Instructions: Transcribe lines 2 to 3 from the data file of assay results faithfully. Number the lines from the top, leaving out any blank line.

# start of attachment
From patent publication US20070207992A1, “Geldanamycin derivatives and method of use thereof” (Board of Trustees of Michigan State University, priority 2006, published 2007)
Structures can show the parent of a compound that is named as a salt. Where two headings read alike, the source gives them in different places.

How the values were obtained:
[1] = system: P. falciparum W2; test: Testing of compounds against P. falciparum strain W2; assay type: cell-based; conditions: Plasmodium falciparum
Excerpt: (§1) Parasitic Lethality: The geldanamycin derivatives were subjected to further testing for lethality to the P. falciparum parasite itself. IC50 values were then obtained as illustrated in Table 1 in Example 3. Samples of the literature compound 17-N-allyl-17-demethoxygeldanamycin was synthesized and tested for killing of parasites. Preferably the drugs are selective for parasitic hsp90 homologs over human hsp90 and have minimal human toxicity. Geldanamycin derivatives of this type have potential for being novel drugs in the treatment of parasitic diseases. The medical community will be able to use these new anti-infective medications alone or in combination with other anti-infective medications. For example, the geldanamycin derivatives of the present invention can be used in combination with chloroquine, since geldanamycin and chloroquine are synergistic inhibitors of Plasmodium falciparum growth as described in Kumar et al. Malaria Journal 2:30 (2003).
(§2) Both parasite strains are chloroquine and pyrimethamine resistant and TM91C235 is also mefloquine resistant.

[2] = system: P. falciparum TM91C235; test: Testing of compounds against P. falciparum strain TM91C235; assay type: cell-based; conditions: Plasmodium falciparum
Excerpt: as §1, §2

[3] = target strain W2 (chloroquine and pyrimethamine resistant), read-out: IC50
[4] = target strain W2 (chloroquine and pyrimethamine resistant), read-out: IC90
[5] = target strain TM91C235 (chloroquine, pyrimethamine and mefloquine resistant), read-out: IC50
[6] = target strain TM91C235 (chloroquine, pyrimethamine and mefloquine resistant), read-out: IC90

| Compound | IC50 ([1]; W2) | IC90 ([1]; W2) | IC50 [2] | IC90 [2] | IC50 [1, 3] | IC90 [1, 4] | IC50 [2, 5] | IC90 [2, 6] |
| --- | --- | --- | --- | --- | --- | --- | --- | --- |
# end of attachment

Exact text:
Structures can show the parent of a compound that is named as a salt. Where two headings read alike, the source gives them in different places.

How the values were obtained: